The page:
This week, Times video editor Ann Simmons and columnist Robin Abcarian discuss three stories that have resonated with readers:
When the Copenhagen Zoo announced earlier this week that it had killed four healthy lions to make way for a new lion in order to increase the pride's genetic diversity, many people immediately thought of Marius, the healthy 2-year-old giraffe the zoo killed in February. In both cases, zoo officials said they were operating under the strict requirements of the European Assn. of Zoos and Aquaria, which exists to ensure the health and survivability of species, not of individual animals. But, asked animal lovers everywhere, why is it too much to ask that the animals who delight us in captivity at least be treated humanely when they are no longer useful to the zoo? Why kill them? Why not find them new homes?
It's not unusual for married celebrities to declare they've hit a marital wall and have decided to separate and divorce. But when actress Gwyneth Paltrow and rock star Chris Martin of Coldplay announced on Paltrow's lifestyle website Goop that they were calling it quits, the pair seemed to strain to avoid the "D" word. Instead, they said, they were engaging in "conscious uncoupling." This, Abcarian tells Simmons, is an attempt to put a poetic gloss on one of life's most prosaic, and painful, passages.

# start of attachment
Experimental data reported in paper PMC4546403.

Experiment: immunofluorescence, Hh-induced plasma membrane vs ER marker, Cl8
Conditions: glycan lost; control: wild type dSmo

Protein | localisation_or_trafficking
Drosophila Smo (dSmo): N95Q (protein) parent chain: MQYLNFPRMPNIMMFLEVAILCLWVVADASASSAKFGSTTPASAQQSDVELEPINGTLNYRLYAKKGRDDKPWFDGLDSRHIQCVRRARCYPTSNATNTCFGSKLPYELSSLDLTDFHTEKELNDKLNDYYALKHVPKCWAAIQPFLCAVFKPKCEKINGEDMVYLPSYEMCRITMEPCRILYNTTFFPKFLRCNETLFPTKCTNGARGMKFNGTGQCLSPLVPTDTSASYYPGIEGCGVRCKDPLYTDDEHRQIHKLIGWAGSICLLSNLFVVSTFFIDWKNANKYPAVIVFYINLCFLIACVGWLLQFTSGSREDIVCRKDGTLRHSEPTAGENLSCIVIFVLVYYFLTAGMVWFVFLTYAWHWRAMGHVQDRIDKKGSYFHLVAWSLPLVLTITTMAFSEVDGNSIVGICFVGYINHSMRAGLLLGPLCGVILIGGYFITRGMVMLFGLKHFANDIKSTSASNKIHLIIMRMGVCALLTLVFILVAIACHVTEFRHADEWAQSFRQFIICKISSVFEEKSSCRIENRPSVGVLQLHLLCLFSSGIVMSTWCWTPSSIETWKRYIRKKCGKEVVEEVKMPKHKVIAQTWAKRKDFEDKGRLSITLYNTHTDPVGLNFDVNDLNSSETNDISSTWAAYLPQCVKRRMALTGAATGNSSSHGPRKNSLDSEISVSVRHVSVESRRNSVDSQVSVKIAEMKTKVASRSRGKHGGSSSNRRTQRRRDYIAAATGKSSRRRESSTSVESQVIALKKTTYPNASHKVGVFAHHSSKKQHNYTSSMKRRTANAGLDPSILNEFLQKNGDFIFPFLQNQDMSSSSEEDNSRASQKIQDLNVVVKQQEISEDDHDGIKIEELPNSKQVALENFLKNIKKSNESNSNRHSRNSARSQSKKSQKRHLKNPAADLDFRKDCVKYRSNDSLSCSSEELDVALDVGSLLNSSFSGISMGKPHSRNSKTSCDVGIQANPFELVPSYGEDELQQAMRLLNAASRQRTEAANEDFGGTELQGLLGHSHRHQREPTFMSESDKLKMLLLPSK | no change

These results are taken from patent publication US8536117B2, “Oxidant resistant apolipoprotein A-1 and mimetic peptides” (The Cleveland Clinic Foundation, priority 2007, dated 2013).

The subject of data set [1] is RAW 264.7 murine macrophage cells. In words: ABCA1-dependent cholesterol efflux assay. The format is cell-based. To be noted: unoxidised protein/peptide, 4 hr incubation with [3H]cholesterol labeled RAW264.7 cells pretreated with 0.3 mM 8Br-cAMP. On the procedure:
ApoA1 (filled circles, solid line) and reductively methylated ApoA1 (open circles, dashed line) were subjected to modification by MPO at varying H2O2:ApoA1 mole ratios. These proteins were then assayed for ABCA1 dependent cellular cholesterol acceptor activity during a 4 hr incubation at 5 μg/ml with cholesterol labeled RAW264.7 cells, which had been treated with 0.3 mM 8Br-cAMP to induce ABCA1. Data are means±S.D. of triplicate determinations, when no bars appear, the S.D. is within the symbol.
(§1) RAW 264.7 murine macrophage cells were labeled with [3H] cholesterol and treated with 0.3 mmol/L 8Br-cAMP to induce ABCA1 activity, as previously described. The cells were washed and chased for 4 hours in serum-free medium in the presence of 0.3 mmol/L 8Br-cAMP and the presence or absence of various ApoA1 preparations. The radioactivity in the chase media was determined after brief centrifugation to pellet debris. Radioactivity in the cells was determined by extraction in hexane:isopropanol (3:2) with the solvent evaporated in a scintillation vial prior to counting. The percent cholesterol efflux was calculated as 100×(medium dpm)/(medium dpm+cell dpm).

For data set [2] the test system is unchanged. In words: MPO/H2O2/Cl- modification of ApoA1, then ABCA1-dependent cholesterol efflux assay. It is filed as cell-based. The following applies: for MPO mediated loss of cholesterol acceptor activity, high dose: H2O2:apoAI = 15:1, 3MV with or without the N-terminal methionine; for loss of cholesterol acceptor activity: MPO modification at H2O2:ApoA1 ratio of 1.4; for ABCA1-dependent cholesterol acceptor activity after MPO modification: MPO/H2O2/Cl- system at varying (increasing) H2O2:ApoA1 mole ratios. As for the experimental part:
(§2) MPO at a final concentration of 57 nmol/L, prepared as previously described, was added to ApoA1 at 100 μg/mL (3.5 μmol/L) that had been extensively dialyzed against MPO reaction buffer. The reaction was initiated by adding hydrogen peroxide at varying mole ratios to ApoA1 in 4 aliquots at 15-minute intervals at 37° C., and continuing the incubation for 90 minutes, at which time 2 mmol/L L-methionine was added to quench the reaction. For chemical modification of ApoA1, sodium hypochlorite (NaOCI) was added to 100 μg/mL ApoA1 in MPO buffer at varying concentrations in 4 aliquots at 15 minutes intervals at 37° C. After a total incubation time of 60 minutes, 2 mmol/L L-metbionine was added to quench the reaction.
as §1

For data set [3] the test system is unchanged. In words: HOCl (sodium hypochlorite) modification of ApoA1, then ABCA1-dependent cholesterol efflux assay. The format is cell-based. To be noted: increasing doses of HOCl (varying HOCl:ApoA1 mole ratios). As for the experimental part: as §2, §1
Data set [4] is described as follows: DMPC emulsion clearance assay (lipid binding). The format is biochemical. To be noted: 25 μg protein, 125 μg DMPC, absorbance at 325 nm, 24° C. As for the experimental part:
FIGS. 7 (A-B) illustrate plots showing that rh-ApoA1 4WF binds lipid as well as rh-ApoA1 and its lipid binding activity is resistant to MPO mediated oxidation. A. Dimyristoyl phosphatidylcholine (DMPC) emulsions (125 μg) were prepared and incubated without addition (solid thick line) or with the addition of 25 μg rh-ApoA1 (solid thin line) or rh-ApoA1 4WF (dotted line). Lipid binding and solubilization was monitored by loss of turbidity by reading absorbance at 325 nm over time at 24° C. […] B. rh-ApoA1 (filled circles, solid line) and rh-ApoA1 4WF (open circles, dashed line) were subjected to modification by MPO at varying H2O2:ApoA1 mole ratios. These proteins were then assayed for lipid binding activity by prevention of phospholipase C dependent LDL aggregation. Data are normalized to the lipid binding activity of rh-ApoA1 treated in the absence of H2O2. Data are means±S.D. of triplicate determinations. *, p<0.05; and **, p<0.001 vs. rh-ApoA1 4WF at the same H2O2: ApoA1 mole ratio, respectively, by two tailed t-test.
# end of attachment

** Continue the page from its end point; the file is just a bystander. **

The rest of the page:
Finally, when First Lady Michelle Obama took her two daughters and her mother to China for a weeklong visit, she did the requisite first lady things: She took in many of China's most treasured sights and met with groups of students and educators to extol the importance of education. She dipped her toe only twice, and obliquely, into political waters. In a couple of her speeches, without mentioning China by name, she spoke of the importance of Internet and media freedom. It was a far cry from the passionate speech equating women's rights to human rights given by then First Lady Hillary Rodham Clinton when she visited Beijing for a women's conference in 1995.